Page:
Here’s another interesting and useful field report from Tom Hickok at DoD. Thanks Tom.
I used the leadership metaphor explorer (LME) cards yesterday in a team-building off-site. The group that I support in the Department of Defense environment almost doubled in the last few months, from about 18 to about 30. The off-site was planned to be largely a fun event for this group, with pizza lunch with time afterwards to socialize and relax. But there was a team-building exercise at the front end and I used the LME cards as part of it. The design of the exercise was for the division director to make some comments about some changes ahead. The purpose of those comments was to get the group thinking seriously about change/change management.
When the director finished speaking, I followed on his talk with the theme of “initiating change within a sea of change.” After a word about the purpose of teambuilding, I asked the 23 participants to browse the cards, and pick one that they related to in some way, or spoke to them about the challenges/opportunities ahead. They did that, and reconvened, with chairs arranged in a circle to allow good face to face contact. I asked them to share briefly about why they picked the card they did, and any brief story behind it. Everybody shared willingly, without extra pressure. A few people shared about parts of their personal background that were previously undisclosed. Others talked about their work goals. Comments after were very positive about the experience.
Some things to note: 1) The LME exercise was compressed to about 35 minutes because we started as lunch approached, and I didn’t want to start a hunger strike, so I assured them at the beginning of the length of the exercise :)) 2) My design consideration in having the whole group share instead of breaking into sub-groups was to help facilitate relationships across the whole team. Also, the limited time didn’t really support a two step feedback process (small teams to large teams). 3) I kept the sharing very short due to the time constraints. We could have productively shared much longer (at least another hour), I believe.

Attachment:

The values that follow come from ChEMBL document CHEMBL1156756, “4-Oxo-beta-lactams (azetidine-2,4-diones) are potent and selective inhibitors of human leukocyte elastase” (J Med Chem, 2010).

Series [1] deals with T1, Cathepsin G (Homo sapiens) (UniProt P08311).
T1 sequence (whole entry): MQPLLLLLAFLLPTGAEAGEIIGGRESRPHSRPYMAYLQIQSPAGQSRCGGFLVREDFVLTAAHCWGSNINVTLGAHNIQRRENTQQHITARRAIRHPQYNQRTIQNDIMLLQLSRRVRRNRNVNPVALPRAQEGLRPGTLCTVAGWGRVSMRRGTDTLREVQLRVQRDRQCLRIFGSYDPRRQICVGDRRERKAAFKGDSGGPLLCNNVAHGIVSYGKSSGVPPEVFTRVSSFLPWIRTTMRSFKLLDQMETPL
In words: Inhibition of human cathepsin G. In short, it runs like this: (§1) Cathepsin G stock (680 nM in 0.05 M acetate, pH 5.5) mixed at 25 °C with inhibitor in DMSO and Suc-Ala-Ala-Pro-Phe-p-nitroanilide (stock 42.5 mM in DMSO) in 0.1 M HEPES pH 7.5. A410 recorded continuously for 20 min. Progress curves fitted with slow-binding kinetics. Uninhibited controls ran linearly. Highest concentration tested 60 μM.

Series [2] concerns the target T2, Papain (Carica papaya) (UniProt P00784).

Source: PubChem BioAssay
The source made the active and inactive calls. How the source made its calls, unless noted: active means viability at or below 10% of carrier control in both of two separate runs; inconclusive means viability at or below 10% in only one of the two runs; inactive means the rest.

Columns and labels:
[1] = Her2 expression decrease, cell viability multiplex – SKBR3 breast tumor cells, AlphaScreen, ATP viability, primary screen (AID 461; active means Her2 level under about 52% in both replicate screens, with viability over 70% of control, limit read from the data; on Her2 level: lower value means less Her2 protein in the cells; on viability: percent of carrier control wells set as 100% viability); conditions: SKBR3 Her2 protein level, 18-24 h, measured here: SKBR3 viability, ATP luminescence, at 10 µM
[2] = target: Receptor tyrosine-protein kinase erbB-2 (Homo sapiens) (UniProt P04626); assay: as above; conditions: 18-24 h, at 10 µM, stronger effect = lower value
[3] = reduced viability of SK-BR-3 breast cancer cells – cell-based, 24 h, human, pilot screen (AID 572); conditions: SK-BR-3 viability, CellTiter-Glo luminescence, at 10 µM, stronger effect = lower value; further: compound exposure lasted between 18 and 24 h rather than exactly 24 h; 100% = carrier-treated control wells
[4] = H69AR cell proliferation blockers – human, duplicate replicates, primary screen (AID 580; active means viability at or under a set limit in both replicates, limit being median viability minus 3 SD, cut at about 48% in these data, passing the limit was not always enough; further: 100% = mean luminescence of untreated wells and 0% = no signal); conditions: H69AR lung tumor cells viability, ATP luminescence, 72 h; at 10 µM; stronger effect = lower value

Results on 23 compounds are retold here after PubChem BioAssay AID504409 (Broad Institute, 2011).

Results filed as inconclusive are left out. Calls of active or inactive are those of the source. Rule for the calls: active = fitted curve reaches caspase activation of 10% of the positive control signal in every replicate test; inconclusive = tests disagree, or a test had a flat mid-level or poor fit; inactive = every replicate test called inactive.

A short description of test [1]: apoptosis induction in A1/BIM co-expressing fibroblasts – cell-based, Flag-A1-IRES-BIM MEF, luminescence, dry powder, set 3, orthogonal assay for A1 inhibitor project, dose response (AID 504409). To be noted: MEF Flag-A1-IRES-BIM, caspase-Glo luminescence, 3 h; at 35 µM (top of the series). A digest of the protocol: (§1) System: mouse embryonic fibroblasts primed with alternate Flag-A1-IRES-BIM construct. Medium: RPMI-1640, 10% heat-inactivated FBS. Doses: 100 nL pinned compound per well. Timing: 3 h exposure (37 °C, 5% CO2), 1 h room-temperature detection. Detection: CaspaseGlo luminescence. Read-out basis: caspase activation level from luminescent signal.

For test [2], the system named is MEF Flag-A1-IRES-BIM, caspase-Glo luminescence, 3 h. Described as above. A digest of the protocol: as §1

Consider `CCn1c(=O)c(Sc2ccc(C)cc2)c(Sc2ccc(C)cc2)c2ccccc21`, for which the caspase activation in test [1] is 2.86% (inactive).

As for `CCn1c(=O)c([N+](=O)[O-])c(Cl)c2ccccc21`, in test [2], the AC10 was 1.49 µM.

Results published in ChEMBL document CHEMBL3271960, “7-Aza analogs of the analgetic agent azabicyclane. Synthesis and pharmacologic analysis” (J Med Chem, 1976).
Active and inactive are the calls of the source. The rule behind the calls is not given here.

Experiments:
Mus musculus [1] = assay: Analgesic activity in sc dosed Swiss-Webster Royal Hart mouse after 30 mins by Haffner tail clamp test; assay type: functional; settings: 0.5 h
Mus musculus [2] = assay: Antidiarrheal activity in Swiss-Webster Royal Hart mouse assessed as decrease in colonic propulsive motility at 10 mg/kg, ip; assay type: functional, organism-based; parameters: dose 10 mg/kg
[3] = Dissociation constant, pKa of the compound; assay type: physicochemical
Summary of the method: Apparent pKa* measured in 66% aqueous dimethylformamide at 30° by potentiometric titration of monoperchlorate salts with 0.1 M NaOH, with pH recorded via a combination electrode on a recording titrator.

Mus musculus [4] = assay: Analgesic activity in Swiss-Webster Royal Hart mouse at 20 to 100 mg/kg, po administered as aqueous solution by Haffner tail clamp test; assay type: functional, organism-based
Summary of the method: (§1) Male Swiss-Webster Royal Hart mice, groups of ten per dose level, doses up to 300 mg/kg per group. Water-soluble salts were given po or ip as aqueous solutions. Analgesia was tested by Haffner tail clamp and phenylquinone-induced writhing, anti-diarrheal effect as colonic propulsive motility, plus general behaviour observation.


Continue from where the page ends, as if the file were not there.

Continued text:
I continue to be impressed with the versatility of the LME cards at drawing people out to talk at a significant, or even profound level, in a short period of time. I appreciate the chance to use the cards, and I think they are very ready for prime time. I even had colleagues ask me after the exercise where they could order the cards (one wanted to use them in her church, which has a new leadership team).